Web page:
Art Works Blog

A Look At AWP--North America’s Largest Literary Gathering

In a cavernous Los Angeles convention center with the usual bright lights and carpeted aisles and blue-curtained booths there are crowds of mostly out-of-towners chatting and browsing, conducting business, listening to panels. Zoom in on the scene at the beginning of April (just before a convention for automotive enthusiasts) and you might have been surprised to find that the roughly 12,000 attendees and 2,000 presenters and 800 exhibitors milling about those gigantic halls were all there because they love contemporary literature. They love to write it, teach it, read it, hear it, share it, translate it, publish it, learn about it, and celebrate it any way they can.

Supported with a grant from the NEA, the annual conference and book fair of the Association of Writers & Writing Programs (AWP) is the largest literary conference in North America. By “literary” I mean its primary focus is not to increase profits from book sales; rather, it’s an inspirational, sometimes controversial, often exhausting, but ultimately exhilarating lovefest of the art of the written word. One can search for talks by genre (poetry, fiction, nonfiction, playwriting, screenwriting, young adult, and children’s literature) or other topics such as “professional development,” “diversity,” and “technology.”

I might be off by a year, but I believe this is my 18th consecutive time participating in the AWP conference, which has traveled around the country (and sometimes Canada) —from New Orleans to Seattle, Kansas City to Denver, Baltimore to Minneapolis. I can’t imagine missing it, or wanting to, but inevitably as I run from meeting to meeting, poke in and out of panels and readings, and wander the aisles of the book fair, I’m reminded that we NEA folks experience this event differently than most others there. Particularly this year, as I was feeling somewhat nostalgic.

The NEA is celebrating its 50th anniversary this year; AWP will celebrate its 50th anniversary next year. AWP’s first conference was held in 1973 at the Library of Congress and featured six events and 16 presenters (today there are more than 30 concurrent sessions at any given time for a total of more than 500 events). George Garrett, one of AWP’s founders, planned the first gathering with help from the NEA.

In a panel I presented at this conference called “The NEA Turns 50: Celebrating a Half Century of Support for Literature in America,” I talked about thinking of literature as a “field,” which is not how many writers view it (as I discovered by casually asking the question of attendees). Writers think about writing, and perhaps about revising and finding an agent and getting published and finding an audience. We at the NEA, on the other hand, think about how to help writers across the country do all that, which means we’re thinking more about the infrastructure or ecosystem for writers and readers, teachers and literary organizations. We think about who is (and isn’t) writing and what they are (and aren’t) writing and why. We think about who is (and isn’t) getting published or disseminated and why. We think about who is (and isn’t) reading and what they’re reading and why. We think about the fate of libraries and bookstores, book festivals and writing programs, hardbacks and ebooks, hybrid genres and traditional forms. We think about people of all ages and backgrounds, from all around the country, which is why the AWP conference is invaluable to us. We learn so much.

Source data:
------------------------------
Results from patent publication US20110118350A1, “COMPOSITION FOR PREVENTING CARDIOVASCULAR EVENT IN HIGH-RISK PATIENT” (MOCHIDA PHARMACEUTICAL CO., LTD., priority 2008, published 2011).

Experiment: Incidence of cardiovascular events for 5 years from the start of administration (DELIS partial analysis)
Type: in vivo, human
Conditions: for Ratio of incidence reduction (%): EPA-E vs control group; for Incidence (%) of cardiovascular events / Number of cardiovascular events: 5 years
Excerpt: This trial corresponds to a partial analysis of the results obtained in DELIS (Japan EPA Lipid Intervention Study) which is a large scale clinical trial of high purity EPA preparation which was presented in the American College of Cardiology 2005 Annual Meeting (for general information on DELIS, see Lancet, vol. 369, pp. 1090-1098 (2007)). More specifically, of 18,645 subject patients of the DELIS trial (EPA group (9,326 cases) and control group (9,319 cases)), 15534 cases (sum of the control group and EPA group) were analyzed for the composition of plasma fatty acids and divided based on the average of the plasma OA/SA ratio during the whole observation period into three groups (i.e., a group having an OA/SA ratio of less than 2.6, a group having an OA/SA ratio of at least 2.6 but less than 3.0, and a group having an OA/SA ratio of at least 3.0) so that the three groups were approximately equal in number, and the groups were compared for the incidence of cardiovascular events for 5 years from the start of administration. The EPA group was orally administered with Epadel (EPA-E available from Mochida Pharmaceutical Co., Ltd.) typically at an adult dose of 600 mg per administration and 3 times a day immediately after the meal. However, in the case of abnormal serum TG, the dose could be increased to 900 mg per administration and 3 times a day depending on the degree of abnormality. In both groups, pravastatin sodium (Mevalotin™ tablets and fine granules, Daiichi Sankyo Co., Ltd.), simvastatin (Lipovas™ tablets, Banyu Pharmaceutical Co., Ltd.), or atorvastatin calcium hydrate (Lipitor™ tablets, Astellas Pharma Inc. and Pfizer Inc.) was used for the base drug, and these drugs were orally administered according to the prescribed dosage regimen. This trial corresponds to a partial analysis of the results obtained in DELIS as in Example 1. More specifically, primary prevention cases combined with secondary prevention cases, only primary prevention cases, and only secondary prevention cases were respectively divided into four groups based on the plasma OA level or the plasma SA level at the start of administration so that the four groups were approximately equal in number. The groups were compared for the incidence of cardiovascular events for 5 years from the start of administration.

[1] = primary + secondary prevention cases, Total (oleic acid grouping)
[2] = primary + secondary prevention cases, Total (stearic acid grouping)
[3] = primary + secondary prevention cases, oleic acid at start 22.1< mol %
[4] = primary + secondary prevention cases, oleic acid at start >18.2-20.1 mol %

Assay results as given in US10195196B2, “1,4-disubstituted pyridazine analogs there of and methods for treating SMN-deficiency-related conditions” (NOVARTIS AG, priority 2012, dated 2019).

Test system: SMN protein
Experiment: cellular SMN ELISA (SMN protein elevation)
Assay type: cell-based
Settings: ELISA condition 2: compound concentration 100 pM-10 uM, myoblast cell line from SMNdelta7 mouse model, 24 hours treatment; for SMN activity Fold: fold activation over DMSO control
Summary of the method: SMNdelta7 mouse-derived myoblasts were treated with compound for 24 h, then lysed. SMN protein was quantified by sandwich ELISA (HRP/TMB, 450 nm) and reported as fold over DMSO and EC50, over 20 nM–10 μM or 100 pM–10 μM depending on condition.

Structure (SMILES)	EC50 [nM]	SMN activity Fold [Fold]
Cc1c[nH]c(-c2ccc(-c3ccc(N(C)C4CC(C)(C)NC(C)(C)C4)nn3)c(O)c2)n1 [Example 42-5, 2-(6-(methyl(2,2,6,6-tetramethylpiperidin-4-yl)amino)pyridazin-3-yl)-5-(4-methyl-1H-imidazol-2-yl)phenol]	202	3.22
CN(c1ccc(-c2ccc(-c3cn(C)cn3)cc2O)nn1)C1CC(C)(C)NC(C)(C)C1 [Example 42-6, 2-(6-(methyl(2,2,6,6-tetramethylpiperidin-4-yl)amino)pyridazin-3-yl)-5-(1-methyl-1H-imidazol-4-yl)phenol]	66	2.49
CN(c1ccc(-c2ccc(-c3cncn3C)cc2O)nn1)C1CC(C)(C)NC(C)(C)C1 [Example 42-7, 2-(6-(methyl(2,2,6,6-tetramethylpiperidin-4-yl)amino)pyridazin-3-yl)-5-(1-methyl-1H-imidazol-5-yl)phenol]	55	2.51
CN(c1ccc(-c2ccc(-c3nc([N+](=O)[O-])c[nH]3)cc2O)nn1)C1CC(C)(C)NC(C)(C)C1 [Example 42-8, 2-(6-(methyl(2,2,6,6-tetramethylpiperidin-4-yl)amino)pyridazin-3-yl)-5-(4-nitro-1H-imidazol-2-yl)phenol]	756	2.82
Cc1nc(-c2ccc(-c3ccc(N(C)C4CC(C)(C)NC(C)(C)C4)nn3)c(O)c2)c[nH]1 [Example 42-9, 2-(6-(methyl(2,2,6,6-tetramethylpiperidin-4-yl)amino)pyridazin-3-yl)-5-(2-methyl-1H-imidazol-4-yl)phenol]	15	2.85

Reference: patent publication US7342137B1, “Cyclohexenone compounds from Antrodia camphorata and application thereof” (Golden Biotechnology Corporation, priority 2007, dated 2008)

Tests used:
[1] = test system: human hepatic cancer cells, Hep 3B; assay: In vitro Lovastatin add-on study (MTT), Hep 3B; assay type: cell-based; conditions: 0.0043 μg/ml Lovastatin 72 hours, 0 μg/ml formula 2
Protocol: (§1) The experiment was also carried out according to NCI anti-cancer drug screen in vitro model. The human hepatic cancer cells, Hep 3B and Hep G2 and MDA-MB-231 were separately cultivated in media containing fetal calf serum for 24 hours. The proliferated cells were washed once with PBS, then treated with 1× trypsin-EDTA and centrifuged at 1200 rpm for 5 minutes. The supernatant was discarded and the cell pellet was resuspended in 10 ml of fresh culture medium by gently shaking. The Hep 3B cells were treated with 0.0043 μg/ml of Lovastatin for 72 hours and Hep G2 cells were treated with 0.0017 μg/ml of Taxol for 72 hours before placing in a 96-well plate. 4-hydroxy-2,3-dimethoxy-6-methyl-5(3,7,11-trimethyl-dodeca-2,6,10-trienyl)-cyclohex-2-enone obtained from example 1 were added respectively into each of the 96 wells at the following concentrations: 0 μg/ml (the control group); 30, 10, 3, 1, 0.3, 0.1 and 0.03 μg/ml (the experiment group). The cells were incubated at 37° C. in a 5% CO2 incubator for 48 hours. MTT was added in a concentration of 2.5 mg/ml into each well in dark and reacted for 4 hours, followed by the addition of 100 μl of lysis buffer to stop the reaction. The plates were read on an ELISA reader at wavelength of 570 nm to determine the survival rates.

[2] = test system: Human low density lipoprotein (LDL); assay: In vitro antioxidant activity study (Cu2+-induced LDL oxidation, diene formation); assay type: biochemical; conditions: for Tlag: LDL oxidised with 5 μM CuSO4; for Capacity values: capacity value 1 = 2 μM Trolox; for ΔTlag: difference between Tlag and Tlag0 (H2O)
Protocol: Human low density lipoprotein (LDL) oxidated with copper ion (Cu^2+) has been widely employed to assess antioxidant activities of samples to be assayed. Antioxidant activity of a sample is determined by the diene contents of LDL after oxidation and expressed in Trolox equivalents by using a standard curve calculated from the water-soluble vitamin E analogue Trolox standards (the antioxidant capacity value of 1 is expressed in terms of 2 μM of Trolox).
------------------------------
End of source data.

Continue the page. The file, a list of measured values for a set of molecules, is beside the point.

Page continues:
It’s daunting to be faced with hundreds of specific conversations in one place, in one city, at one time, and to try and step back and make sense of what’s happening overall, to identify trends and trouble spots. The need for more diverse writers and books and staff, the challenge of publishing in the digital age, the desire to collect and share data – these are issues that come readily to the surface. There was also a refreshing and palpable momentum this year among literary organizations to find new ways to work together and coalesce more as a “field.” But we’re still digesting all that we observed.

I suspect the hardworking folks at AWP are still digesting it all, too. A conference that size is not easy to pull off, and yet they do it superbly year after year. I’d have asked them by now what they learned this year about this ever-changing field of literature, but I imagine them at a yoga retreat or on a remote beach somewhere, decompressing. Or maybe they’re at the convention for automotive enthusiasts, enjoying being attendees instead of organizers, putting off thinking about next year’s conference in Washington, D.C. By then I trust we contemporary literature lovers will be ready and eager to do it all over again.

Want to learn more about the literature program at the NEA? We have a fact sheet for that! 

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